What I’m Riding . . . my Truth Journal (6)

The cover of my journal from Marvi, with the truth symbol in the upper left corner

The cover of my journal from Marvi, with the truth symbol in the upper left corner

February 20, 2007–Thursday (non-italic text within parentheses are current notations)

Yesterday’s Truth (sometimes I was a little behind, but that doesn’t mean I wasn’t smacked with the truth that day, right?  You’ll see how I go along and the lapses turn into weeks, then months.  Here I am, over eight years later and not even a quarter of the journal is used.  That says more about my commitment as a writer to a single project than to the concept of a daily truth):  IF YOU HIDE FROM THE TRUTH, IT WILL NOT COME FIND YOU.

Truth is funny that way.  If you don’t want to face it, find it, see it, it won’t make you.  The whole time my mother and sister were here I could live numb.  As I ate I could believe I was eating all those rich foods and desserts, telling myself I’d pick up once they left.  I didn’t have to cry over missing Victor because I wasn’t letting the truth in that I am still completely devastated over his absence.  Sure, once in a while I’d let my mind wander to the land of truth, but when it started interfering with my numbness, I kicked it right out.  I won’t look at pictures of myself or even allow a picture to be taken–I can’t face the truth of how big I am.  I don’t want to try on pants.  For a while I’ve been avoiding the truth at all costs.  In some ways I still I am.  The truth about whether I’ll ever be able again to have sex with someone.  The truth that I will probably never see Victor again.  The truth that he wasn’t in my life for what I wanted–thought I NEEDED–him to be there for.  The truth is hard.  It ain’t pretty.  That’s why it’s called the ugly truth.  The naked truth.  The hidden truth.  Because if you live your life hiding from the truth, it will not come find you.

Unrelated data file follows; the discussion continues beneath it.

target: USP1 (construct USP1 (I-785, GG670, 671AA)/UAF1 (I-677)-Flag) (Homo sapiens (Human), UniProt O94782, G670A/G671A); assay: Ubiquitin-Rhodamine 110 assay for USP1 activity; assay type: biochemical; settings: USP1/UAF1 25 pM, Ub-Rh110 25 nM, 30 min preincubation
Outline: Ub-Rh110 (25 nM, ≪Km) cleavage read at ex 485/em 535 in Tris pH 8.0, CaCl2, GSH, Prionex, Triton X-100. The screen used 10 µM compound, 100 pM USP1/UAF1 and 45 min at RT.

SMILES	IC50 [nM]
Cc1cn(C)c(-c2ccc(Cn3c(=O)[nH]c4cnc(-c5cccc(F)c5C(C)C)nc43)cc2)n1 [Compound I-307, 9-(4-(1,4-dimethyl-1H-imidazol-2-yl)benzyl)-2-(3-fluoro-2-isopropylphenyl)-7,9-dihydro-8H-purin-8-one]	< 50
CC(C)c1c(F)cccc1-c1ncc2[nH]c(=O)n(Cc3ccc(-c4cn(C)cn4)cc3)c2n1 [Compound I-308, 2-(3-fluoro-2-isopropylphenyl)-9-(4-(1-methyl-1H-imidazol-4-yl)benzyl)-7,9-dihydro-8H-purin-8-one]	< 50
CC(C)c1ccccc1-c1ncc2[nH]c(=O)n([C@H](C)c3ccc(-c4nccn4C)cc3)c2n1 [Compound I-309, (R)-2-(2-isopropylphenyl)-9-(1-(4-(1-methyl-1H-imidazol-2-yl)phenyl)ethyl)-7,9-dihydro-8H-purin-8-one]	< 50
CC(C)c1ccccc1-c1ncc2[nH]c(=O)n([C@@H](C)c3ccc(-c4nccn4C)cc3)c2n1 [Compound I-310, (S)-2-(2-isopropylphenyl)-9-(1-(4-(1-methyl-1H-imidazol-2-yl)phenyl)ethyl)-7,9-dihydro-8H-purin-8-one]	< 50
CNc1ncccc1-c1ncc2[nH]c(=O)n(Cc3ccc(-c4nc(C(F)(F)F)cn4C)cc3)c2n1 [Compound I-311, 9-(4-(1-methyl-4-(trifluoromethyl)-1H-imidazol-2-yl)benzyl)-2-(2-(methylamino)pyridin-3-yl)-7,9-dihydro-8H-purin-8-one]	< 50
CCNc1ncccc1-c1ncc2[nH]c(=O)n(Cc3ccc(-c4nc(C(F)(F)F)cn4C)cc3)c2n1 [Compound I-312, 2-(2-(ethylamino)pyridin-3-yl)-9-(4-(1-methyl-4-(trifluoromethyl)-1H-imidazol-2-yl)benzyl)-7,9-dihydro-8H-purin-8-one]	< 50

This concept, this truth, could certainly start a debate.  Most believe you cannot hide from the truth.  I still firmly believe that indeed you can.  Hiding from it doesn’t mean you don’t believe it isn’t there.  You know it’s there.  That’s why you’re hiding from it.  Just look at the success of Dr. Phil.  It’s a virtual parade of one person after another hiding from the truth.  “My husband beat me the first day we met.  I married him two years later and now we have three kids and he beats us all.  I thought it would get better.”  No you didn’t.  You hid from the truth.  Alcoholics know they’re alcoholics.  They run from that truth until it kills them or they decide to face the truth.  Overeaters aren’t hungry; they’re stuffing down that truth.  All of us, in varying degrees, hide from the truth.  Some of us are so good at it, we convince ourselves we’re also hiding it from others.  We look these people in the eye, tell our little fabrications, and hope they won’t look back at us with disbelief.  Worse yet, pity.  That look that says, What are you hiding from, darling?  The truth.  The good news is, it sucks so bad at playing hide and go seek, that if you choose to play the game, you’ll always come out the winner.  Now as for what that says about winning at life . . . I think you know the truth.

NOTE: I originally wrote the draft of this entry back in April and I have since changed my mind.  I now am of the belief that you can’t hide from the truth.  It will come find you, Beautiful Babies.  It will hunt you down where you hide, drag you kicking and screaming into the light and it will have the final say.  It will say it with the pants that are cutting off your circulation.  It will reaffirm it with the pregnancy of the wife of the man you wanted for yourself.  And it will scream it with death while you were trying to convince yourself everything was just fine.  Don’t try to hide from the truth.  Face it head on.  Better to confront it than to have it creep up on you at the most inopportune moments.  Because that is when it will get you.

The good note: the truth is a living thing and is ever-evolving.  You don’t want to face the truth, then change it.


About whatimriding

Born and raised in Philly, I spent several years in Las Vegas, working at the House of Blues and writing about the city. I now reside in Tampa, where I continue to work on novels, scripts and short stories and tearfully await former Lightning forward Vincent Lecavalier's return to the bay area.
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